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Coal Black Horse

Coal Black Horse

3.6 17
by Robert Olmstead

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When Robey Childs's mother has a premonition about her husband, a soldier fighting in the Civil War, she does the unthinkable: she sends her only child to find his father on the battlefield and bring him home.

At fourteen, wearing the coat his mother sewed to ensure his safety—blue on one side, gray on the other— Robey thinks he's off on a great


When Robey Childs's mother has a premonition about her husband, a soldier fighting in the Civil War, she does the unthinkable: she sends her only child to find his father on the battlefield and bring him home.

At fourteen, wearing the coat his mother sewed to ensure his safety—blue on one side, gray on the other— Robey thinks he's off on a great adventure. But not far from home, his horse falters and he realizes the enormity of his task. It takes the gift of a powerful and noble coal black horse to show him how to undertake the most important journey of his life: with boldness, bravery, and self-posession.

Coal Black Horse joins the pantheon of great war novels—All Quiet on the Western Front, The Red Badge of Courage, The Naked and the Dead.

Editorial Reviews

Chicago Tribune
"Coal Black Horse, Robert Olmstead's magisterial sixth book, is as sensate as poetry and forbidding as any squall, steeped in detail but bound by few storytelling conventions. I wondered, as I read it, if it might be classified as myth....Coal Black Horse is a remarkable creation."
The Chicago Tribune
The Washington Post
“With his lush, incantatory voice, Robert Olmstead describes a boy thrust into one of the war's most horrific moments. . . gorgeous and moving passages”
Washington Post Book World
The San Francisco Chronicle
“A spare, classical quest story . . . With a horse like this, you just want to ride, and with descriptive powers such as he displays here, Olmstead makes the ride an exciting one, with just enough lean prose to keep the mystery of an event both in time and out . . . and just the proper amount of sharp description to keep us bound to whatever piece of earth the particular moment of the story happens to be grounded in. . . . An effective mix of stark classic narrative and uncloying nostalgia.”
San Francisco Chronicle
Boston Globe
"It's the kind of novel that you will want to read once simply for the storytelling...Then you will want to read it again to let Olmstead's prose wash over you. It's as muscular, sturdy, well hewn, and wise as the coal-black horse himself.
Boston Globe
New York Times Book Review
"An exciting...coming-of-age novel...a grueling adventure."
New York Times Book Review
Paste Magazine
"Nothing I have ever read, in a willing career spent flipping the pages of war fiction, ever left a more visceral (and I mean that word precisely) impression of the horrors of war. The effect is staggering, saddening, a triumph of carnage-channeling."
Paste magazine
From the Publisher

“A spare, classical quest story . . . With a horse like this, you just want to ride, and with descriptive powers such as he displays here, Olmstead makes the ride an exciting one, with just enough lean prose to keep the mystery of an event both in time and out . . . and just the proper amount of sharp description to keep us bound to whatever piece of earth the particular moment of the story happens to be grounded in. . . . An effective mix of stark classic narrative and uncloying nostalgia.”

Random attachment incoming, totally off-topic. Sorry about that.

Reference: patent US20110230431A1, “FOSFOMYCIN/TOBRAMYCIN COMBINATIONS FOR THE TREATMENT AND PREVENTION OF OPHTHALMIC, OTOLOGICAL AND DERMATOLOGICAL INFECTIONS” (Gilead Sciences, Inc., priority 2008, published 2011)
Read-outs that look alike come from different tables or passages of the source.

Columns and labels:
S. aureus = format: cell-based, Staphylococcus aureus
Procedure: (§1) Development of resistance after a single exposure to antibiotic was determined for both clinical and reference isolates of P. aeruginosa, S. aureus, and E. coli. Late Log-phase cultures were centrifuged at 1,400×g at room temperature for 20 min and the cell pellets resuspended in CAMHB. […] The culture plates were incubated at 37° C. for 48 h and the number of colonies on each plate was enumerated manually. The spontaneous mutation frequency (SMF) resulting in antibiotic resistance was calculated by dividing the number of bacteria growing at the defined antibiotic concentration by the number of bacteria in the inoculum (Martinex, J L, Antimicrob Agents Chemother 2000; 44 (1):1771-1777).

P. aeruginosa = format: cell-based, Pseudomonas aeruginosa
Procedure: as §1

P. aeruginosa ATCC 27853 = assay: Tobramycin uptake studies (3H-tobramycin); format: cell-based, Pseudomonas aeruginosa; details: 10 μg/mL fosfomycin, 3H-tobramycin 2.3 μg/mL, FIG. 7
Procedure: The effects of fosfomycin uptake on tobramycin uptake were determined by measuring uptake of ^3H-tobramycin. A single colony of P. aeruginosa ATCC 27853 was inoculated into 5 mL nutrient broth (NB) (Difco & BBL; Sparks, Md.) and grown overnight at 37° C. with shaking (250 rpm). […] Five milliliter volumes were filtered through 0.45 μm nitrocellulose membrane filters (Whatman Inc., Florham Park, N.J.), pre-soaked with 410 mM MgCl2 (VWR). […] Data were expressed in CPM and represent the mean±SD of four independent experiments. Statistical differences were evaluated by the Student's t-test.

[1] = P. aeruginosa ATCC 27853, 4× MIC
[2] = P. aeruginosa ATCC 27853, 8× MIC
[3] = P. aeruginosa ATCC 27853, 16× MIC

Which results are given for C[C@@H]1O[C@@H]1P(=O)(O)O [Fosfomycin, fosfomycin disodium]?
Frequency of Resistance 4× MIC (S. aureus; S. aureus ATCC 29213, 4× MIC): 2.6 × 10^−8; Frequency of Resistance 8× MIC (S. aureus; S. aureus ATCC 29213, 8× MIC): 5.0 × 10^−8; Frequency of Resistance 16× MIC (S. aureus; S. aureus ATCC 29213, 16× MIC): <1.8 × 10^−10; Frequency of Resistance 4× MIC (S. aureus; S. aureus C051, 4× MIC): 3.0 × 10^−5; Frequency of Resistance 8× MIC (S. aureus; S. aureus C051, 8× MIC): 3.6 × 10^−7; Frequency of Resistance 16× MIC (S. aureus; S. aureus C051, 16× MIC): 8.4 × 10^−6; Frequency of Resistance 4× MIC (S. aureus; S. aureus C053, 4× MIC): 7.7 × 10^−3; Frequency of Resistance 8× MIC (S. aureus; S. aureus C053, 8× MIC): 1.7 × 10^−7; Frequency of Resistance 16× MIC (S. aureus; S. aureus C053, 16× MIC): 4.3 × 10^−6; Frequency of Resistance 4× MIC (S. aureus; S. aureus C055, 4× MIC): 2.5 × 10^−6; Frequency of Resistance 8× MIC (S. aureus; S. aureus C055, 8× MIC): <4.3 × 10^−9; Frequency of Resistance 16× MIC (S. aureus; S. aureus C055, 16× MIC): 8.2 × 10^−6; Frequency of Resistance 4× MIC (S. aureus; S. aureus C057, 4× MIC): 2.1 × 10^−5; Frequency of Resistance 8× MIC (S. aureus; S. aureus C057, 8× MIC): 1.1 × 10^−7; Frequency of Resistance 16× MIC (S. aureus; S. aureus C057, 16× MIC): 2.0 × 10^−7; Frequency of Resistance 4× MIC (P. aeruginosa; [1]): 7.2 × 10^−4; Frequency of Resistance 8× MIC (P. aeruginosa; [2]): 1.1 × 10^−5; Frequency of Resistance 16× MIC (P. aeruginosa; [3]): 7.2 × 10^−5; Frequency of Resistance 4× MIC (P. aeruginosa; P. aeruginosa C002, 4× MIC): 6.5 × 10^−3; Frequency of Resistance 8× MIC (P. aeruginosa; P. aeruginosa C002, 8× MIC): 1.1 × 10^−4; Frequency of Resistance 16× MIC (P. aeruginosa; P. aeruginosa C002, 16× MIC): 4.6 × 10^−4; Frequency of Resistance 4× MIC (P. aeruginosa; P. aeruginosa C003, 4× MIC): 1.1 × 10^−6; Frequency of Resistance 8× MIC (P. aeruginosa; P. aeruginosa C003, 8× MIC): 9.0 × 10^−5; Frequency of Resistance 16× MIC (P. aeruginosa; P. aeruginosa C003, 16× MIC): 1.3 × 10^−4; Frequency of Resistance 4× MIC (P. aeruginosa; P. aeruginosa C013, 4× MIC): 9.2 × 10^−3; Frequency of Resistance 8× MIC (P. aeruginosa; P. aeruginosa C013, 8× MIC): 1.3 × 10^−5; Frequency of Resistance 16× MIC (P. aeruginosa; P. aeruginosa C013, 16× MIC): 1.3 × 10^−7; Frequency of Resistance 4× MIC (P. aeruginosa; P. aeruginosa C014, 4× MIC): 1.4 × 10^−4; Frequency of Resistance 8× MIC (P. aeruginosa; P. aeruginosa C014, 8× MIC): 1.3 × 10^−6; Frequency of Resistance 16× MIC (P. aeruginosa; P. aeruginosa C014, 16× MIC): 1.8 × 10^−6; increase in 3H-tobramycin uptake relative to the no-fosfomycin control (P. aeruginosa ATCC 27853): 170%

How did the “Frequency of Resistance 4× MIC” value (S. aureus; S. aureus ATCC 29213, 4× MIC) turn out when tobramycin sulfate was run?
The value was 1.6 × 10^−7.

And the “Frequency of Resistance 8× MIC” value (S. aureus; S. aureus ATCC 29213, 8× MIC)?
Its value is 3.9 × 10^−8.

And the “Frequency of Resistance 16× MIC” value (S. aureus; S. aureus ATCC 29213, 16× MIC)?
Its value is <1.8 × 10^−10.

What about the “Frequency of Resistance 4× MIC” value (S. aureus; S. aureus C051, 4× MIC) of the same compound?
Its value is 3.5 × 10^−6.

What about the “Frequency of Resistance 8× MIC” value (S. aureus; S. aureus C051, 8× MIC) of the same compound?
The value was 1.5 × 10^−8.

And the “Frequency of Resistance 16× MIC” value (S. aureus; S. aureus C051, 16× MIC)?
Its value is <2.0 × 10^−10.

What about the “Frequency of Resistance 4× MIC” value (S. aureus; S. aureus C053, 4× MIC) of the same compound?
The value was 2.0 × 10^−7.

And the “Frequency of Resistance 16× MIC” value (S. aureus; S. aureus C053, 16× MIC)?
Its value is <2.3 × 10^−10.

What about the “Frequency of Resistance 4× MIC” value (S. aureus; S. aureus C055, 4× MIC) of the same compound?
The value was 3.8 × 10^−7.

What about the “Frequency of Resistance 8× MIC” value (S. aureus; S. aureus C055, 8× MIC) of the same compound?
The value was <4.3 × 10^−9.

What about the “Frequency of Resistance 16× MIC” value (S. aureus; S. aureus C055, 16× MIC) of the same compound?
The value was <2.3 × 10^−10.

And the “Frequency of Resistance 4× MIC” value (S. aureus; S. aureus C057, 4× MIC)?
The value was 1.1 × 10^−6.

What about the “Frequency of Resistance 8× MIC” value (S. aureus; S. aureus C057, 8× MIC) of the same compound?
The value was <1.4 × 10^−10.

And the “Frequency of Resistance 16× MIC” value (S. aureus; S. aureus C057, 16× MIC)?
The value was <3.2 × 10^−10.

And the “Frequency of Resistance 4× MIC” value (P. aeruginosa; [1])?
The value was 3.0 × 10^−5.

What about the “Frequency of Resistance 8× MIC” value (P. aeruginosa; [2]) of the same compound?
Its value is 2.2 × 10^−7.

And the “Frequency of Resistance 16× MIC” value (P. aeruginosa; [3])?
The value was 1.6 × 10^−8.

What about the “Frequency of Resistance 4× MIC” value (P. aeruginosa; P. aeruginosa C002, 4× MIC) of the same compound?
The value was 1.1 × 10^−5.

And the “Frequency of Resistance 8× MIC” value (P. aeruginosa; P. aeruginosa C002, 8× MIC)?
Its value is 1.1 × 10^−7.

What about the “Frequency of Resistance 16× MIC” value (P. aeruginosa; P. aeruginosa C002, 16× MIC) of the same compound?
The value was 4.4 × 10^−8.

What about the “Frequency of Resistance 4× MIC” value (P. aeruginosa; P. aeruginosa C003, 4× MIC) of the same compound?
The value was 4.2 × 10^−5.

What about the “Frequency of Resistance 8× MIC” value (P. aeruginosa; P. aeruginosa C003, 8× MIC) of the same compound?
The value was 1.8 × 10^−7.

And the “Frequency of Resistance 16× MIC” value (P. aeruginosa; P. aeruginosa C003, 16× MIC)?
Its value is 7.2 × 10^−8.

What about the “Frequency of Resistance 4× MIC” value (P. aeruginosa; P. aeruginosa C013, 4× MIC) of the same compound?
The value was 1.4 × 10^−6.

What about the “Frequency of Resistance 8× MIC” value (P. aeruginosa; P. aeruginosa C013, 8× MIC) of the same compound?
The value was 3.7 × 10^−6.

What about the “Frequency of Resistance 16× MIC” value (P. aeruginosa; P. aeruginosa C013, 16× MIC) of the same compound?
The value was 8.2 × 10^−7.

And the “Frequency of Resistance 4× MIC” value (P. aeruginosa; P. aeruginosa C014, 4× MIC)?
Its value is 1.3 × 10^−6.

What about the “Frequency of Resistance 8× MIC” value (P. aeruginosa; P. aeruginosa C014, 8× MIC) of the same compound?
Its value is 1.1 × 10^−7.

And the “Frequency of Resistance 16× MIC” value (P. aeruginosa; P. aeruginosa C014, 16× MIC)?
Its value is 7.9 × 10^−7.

San Francisco Chronicle
Dispatched by his mother's ominous premonition, 14-year-old Robey Childs sets out on a dangerous quest to find his father who is fighting for the doomed Confederacy. The boy is given two talismans to keep him safe -- a reversible jacket (one side blue and one side gray) and a magnificent black stallion possessed of preternatural intelligence. The horse guides Robey through the ravaged countryside to the blood-soaked fields of Gettysburg, where he is transformed fundamentally and forever by what he sees and does. A blend of Robert Browning's haunting, hallucinatory poem "Childe Roland to the Dark Tower Came" and Cormac McCarthy's masterful novel Blood Meridian, this epic coming-of-age tale by Robert Olmstead is suffused with the violent intensity of an apocalyptic dreamscape. Powerful and unforgettable.
Roy Hoffman
A callow youth, a mystical horse, a Civil War landscape—Robert Olmstead uses these familiar elements to fashion Coal Black Horse, an exciting if periodically overwrought coming-of-age novel. They are all brought together at Gettysburg when his 14-year-old protagonist, Robey Childs, is confronted with the grim aftermath of the fighting, in which there were "50,000 men who were killed, and wounded and missing from the rolls. They were in parts and pieces. They were whole and seemingly unscathed and wandering about as the future dead while others were vapor or grease or but rags of flesh and pulverized bone."
—The New York Times
Ron Charles
To the steady drumbeat of powerful Civil War novels that continue to arrive, you must add Coal Black Horse. Here, distilled into just 200 pages, is the story of how a young man and a young nation lost their innocence. With his lush, incantatory voice, Robert Olmstead describes a boy thrust into one of the war's most horrific moments.
— The Washington Post
Publishers Weekly
Olmstead's new work (after Stay Here with Me) is a convulsive, bloody Civil War tale that tracks a boy's search for his father on the battlefield at Gettysburg. At 14, Robey Childs is on the cusp of manhood when he sets off from the family farm at his mother's behest to find his soldier father and bring him home. A sympathetic farmer loans Robey an uncommonly beautiful and sturdy black horse. On the road, Robey passes carts carrying the maimed and dead, and bands of Native Americans and runaway slaves. A chain of horrific trials begins for Robey when a man dressed as a woman shoots him and steals the horse. He's taken prisoner as a suspected spy, witnesses a girl's rape and is caught up in a carnage-drenched raid. However, he survives the attack, is reunited with the stolen horse and sets out again, days later finding his father on the battlefield, mortally wounded. Robey can't save his father, but he can try to save the raped girl, Rachel, from further violence. His return home and his testimony to what he saw forms a powerful, redemptive narrative. (Apr.) Copyright 2006 Reed Business Information.